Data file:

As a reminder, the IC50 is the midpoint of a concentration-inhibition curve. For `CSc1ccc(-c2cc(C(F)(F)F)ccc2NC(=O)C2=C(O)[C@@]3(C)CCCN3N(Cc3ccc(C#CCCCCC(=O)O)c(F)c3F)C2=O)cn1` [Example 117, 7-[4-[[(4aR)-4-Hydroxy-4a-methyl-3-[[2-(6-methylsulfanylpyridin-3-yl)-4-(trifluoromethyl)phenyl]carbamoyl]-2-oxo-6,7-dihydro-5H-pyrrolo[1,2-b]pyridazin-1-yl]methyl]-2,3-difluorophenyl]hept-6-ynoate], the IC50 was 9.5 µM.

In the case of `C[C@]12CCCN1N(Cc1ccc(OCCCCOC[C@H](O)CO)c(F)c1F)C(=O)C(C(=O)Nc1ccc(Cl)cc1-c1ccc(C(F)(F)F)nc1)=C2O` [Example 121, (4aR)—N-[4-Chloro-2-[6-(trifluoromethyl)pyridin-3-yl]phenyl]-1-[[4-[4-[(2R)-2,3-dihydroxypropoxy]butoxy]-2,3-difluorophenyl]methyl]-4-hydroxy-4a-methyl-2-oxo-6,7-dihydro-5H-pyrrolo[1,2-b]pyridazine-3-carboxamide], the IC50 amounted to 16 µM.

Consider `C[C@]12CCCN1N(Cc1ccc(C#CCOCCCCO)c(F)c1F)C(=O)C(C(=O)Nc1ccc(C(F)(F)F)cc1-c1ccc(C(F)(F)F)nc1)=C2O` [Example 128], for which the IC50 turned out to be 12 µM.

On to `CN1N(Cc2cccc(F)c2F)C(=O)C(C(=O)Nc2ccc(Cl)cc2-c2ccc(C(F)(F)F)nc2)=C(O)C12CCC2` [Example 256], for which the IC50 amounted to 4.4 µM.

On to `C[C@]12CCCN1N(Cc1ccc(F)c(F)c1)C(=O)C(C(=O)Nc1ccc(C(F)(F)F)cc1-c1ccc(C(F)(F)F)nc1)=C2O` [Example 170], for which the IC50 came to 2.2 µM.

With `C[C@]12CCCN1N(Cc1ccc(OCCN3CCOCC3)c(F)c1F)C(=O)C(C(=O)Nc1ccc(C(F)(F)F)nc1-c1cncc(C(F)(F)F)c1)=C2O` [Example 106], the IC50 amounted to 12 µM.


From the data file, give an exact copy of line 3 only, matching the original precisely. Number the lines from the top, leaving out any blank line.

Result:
Consider `C[C@]12CCCN1N(Cc1ccc(C#CCOCCCCO)c(F)c1F)C(=O)C(C(=O)Nc1ccc(C(F)(F)F)cc1-c1ccc(C(F)(F)F)nc1)=C2O` [Example 128], for which the IC50 turned out to be 12 µM.